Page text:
Some experts say it’s a stretch, if not flatly inaccurate, to consider 911 fees in the calculation. State or local 911 fees tend to be intrastate and are designed to recover a specific amount needed to run 911 call centers. The demand for 911 service is not contingent on the federal classification for Internet service changes. When we raised this to Singer, he said 911 fees are a modest portion of the state and local fees and would not decrease the $11 billion figure significantly.
“The point of the study is that reclassification puts 911 fees — and all of these other telecom-related fees — on the radar,” Singer said, and tax administrators could try to charge all of them. He also noted that some state and local governments are levying taxes and regulatory fees on wireless phone services (called Voice over Internet Protocol, or VoIP — an example of this is Vonage), regardless of the interstate designation.
A main critic of the study is Free Press, an organization that advocates for open Internet. Free Press and other open-Internet advocates say consumers will not see “even a penny more” on their bills as a result of reclassification. (There is a lot of back-and-forth on this, for those who want to dive into the wonkery.)
The reality may be somewhere in between. Tax and regulation experts interviewed by The Fact Checker had varying views on how much the FCC reclassification would cost consumers, and whether all consumers would see an increase in their bills. But they agreed it likely will cost some consumers something, depending on the final FCC definition and how individual state and local taxing jurisdictions react.
States have challenged some tax exemptions under ITFA in court, especially as landline revenues decline. If the FCC decides to reclassify, there likely will be more litigation to challenge what states or local governments can charge, experts said. “That leaves room for states to be more or less aggressive, depending on their politics toward taxpayers and what fiscal crises they may be facing,” said Michael Dillon, tax attorney and expert on ITFA.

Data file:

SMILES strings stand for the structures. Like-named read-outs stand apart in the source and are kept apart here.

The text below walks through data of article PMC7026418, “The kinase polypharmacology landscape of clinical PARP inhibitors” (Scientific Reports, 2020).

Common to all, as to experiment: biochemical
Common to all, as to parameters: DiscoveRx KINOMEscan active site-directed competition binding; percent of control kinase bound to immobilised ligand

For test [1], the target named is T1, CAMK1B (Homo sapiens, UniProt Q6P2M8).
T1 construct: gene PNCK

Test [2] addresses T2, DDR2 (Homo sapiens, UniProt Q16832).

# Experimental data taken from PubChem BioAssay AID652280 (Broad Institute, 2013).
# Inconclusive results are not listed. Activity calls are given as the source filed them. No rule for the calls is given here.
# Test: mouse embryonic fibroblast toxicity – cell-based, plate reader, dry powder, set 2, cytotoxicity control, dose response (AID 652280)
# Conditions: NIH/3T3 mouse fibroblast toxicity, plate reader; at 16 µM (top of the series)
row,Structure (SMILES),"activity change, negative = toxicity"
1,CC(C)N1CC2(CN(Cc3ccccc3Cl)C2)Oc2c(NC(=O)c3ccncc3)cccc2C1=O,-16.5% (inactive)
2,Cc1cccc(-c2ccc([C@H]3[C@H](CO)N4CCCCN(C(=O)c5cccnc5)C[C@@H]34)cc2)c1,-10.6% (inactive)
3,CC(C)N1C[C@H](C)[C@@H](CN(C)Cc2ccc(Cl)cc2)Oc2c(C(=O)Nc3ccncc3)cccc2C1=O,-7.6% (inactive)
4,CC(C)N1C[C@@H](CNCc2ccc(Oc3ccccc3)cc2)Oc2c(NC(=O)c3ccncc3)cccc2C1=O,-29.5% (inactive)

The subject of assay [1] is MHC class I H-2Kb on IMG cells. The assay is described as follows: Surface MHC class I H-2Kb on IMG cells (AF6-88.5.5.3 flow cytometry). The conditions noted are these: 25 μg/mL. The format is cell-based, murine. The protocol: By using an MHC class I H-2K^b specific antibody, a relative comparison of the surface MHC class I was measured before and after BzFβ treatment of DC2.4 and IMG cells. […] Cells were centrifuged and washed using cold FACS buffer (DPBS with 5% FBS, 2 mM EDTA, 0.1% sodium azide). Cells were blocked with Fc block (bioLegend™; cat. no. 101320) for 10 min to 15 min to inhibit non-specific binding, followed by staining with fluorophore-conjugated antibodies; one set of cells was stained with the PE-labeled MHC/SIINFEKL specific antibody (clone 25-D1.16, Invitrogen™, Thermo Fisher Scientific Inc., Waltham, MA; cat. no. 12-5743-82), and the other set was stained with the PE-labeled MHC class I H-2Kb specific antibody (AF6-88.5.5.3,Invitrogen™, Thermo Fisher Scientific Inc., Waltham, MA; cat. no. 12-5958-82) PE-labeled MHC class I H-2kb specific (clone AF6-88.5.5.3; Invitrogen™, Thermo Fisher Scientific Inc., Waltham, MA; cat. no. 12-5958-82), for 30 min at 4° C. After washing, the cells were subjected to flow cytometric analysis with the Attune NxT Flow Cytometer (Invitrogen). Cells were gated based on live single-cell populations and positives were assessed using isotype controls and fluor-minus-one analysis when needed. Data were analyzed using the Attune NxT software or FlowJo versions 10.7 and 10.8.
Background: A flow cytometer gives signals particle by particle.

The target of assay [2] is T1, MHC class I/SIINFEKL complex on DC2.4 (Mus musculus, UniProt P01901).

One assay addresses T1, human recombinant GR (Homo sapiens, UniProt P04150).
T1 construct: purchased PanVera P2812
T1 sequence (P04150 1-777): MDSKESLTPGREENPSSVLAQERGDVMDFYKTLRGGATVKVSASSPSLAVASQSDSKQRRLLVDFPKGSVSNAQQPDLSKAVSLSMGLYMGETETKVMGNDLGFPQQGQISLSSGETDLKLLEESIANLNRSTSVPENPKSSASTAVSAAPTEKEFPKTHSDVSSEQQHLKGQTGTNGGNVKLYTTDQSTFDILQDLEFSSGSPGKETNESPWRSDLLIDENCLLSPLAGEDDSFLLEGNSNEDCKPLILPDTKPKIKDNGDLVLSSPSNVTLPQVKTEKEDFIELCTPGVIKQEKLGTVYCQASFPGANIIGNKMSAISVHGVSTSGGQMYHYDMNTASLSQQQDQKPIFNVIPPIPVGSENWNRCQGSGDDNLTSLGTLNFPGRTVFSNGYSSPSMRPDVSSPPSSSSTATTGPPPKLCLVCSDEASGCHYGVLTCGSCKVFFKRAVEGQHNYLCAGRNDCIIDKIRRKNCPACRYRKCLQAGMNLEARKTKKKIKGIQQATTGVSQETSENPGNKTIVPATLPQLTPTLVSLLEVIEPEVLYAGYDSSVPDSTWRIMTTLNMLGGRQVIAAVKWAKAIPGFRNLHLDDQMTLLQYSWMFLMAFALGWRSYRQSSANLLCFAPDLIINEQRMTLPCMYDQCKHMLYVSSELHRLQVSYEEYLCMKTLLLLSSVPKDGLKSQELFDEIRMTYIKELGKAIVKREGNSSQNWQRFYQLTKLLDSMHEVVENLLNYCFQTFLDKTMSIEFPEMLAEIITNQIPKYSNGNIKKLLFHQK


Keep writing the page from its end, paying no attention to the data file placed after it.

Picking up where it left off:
The Fact Checker asked aides of Blackburn and Norquist why they used the $15 billion number after it was modified, and given the caveats. Blackburn’s spokesperson did not respond. John Kartch, from Americans for Tax Reform, said: “The piece referenced the PPI study, so we are dependent on what PPI would say on the difference between the numbers. The point of the op-ed is equally valid whether the number is $15 billion or $11 billion — taxpayers are getting the shaft either way.”
The Pinocchio Test
It is impossible to quantify the exact impact of the potential FCC decision, since Internet regulation is a new area of policy. New taxes are prohibited as long as the Internet Tax Freedom Act is in effect, so it is inaccurate to say there would be $15 billion in new taxes. There may be state charges and fees, but there is no proof that all of the current fees on telephone services would apply again to Internet services. It will not add up to $15 billion, and likely not add up to $11 billion — the worst-case scenario. The researchers agree it is a “high-end” estimate, which was the purpose of the report.
There are too many unknowns to alarm consumers who are not well-versed in the technical and legal details of telecommunications regulations and laws. Given the uncertainties, it would be more appropriate to give a range of potential charges. But the researchers did not calculate a low-end figure for the report. In addition, the modification from $15 billion to $11 billion is a 27 percent decrease, yet the change is buried in a footnote and not readily visible for the public.
The more complex the issue, the easier it is for politicians to obfuscate the reality with dramatic numbers. On behalf of the average American consumer, we award Three Pinocchios to the use of the $15 billion figure.